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The South's breast-screening service may come to a ''standstill'' because the Southern District Health Board is refusing to honour mammographers' redundancies, the Association of Professionals and Executive Employees (Apex) says.
The board is in a standoff with mammographers, who this week declined job offers with new provider Pacific Radiology Group because they will not receive redundancy if they accept.
PRG, which takes over the service on August 4, said yesterday it would bring mammographers south if necessary. However, the union said mammographers were in short supply, so that might not be easily done.
Apex spokesman Rhys Walters, of Auckland, said the issue was clear-cut and the health board was in breach of contract. It decided to exit a national screening contract, which was then awarded to another provider, and the board must pay out employees' entitlements. ''It is ridiculous. They are going to have to be working really hard to get something sorted out by [August 4].''
In one case, a mammographer was entitled to 93% of her annual salary in redundancy.
Mammographers were ''deeply frustrated'' by the situation, in which they felt caught between serving patients, and receiving their legal entitlement.
''They're mammographers ... What that means is they are actually a particular kind of person; they live for the patients, they take their role very seriously and personally.''
The mammographers, all but one of whom was in the union, were also not happy with some of the terms offered by PRG, and the parties were in talks over conditions.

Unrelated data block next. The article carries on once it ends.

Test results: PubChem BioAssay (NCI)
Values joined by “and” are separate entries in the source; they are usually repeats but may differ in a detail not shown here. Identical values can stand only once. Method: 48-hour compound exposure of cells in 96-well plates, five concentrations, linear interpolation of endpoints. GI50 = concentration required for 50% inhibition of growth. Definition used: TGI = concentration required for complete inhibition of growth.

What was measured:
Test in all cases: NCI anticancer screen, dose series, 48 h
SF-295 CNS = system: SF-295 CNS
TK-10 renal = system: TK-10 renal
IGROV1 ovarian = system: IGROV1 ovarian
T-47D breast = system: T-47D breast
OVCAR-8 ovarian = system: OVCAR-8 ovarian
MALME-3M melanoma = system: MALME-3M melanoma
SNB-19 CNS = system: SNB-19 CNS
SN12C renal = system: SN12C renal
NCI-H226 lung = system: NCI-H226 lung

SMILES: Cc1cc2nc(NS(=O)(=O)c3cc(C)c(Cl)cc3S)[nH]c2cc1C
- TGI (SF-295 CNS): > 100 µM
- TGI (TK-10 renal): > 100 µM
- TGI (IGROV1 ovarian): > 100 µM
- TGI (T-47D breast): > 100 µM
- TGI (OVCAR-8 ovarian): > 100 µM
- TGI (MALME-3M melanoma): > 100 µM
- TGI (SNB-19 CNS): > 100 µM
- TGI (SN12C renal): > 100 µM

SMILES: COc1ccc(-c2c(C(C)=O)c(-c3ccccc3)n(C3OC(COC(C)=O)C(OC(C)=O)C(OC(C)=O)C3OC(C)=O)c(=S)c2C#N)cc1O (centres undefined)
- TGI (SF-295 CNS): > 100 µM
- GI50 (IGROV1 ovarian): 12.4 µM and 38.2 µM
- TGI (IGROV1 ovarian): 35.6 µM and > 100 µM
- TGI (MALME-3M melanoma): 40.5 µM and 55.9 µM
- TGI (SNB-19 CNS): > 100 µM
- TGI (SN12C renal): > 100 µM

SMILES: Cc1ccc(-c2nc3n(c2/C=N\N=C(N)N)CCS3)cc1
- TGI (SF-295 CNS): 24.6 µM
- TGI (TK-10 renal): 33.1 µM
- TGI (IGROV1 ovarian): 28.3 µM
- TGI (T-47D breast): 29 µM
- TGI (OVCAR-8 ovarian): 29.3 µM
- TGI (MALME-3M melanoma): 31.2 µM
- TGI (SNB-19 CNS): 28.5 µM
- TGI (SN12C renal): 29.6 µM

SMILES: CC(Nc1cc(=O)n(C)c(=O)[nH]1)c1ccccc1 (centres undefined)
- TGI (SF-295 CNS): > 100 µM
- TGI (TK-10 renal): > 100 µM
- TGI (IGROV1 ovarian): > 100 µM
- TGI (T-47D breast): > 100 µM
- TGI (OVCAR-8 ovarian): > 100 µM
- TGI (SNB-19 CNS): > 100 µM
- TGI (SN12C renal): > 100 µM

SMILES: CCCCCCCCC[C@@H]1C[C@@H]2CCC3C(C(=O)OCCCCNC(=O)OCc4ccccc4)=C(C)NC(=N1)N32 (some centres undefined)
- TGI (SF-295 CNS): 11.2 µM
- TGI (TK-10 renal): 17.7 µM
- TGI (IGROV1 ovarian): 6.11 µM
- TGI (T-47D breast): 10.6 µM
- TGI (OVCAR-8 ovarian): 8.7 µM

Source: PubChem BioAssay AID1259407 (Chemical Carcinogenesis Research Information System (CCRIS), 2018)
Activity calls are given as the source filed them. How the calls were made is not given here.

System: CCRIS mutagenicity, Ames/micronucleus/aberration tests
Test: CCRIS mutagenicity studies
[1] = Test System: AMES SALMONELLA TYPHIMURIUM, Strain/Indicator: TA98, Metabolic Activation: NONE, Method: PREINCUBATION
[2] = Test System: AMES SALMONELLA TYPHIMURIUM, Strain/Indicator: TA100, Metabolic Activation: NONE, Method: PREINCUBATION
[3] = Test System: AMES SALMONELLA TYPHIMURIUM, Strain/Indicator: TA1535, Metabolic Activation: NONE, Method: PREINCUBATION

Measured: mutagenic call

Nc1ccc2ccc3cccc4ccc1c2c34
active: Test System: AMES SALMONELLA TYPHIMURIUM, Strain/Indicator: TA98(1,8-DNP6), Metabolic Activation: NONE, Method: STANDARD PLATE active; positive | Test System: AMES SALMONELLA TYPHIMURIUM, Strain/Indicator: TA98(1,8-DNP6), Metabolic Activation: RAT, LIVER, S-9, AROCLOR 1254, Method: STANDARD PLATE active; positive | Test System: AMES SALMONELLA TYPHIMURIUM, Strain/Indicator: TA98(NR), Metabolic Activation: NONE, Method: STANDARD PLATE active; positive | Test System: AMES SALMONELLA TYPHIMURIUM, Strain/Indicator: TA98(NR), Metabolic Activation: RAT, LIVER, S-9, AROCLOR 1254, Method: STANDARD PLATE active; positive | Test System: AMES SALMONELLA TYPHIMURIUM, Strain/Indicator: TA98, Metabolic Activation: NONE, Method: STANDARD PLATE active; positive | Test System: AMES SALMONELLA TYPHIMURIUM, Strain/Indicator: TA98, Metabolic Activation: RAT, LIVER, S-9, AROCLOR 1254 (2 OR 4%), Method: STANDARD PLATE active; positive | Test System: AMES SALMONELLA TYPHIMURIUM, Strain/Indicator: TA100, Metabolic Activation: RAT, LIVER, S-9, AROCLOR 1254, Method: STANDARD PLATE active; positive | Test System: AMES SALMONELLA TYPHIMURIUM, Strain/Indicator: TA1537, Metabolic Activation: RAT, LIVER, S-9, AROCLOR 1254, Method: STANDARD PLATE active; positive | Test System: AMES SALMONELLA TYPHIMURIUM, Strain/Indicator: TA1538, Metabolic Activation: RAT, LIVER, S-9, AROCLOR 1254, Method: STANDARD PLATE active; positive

''You can hardly blame them. The mammographers are being presented with an awful deal: either they sign with the new employer on diminished terms and lose their severance payments, or they stay on with the DHB with a rather grim and uncertain future.
''The DHB will at least, for a period, still be required to employ the Apex members, though what it will have them do is unknown. The whole thing is a shambles and the mammographers and the public they serve are stuck in the middle,'' Mr Walters said.
Complicating things was that the board was outsourcing the much smaller diagnostic breast-care service to PRG. The work for the two services was done by the same pool of 15 mammographers.
In a ''farcical'' move, the board said there were a small number of redeployments available, and had requested mammographers' CVs, but had not said what the jobs were. Redeployment was not straightforward for breast-screening mammographers as they were specialised and could need retraining if they joined a different service.
Public Service Association southern region organiser Julie Morton said her own clerical staff members had faced a similar dilemma over redundancy pay, but unlike mammographers, were not in a position to decline job offers.
The union this week lodged a formal dispute with the Southern District Health Board, requiring it to act in accordance with the employment agreement. The board was ''completely dysfunctional'' and had not taken basic steps necessary in the process. There were many unanswered questions and issues about which the union had not been able to obtain information.
PRG chief executive Dr Lance Lawler said he was an ''eternal optimist'' and believed the situation would be sorted. If not, PRG would have to bring staff to the South.
''We're hopeful that common sense will prevail, but ultimately if we don't have staff to run the programme, we'd have to do something. We're in the hot seat now.''
The union's dispute with the board was over money, he said, adding the mammographers had misinterpreted a condition in PRG's offer they objected to.
Health board patient services director Lexie O'Shea said in a statement the board was ''committed to ensuring'' the service was provided beyond August 4, and would work with the parties.
Mrs O'Shea said the board was working through the redundancy pay issue with workers' representatives.
''We are confident that the service change will be seamless for women and are putting a great deal of work into overcoming any obstacles to ensure that this happens.''
• Screening provided to women aged 45-69 under contract with National Screening Unit.
• Mammographers produce images of the body using radiation, ultrasound or magnetic fields, to help doctors provide diagnosis and treatment.
• Service caters for about 18,000 women in Otago and Southland.
• Smaller diagnostic breast-care service also affected.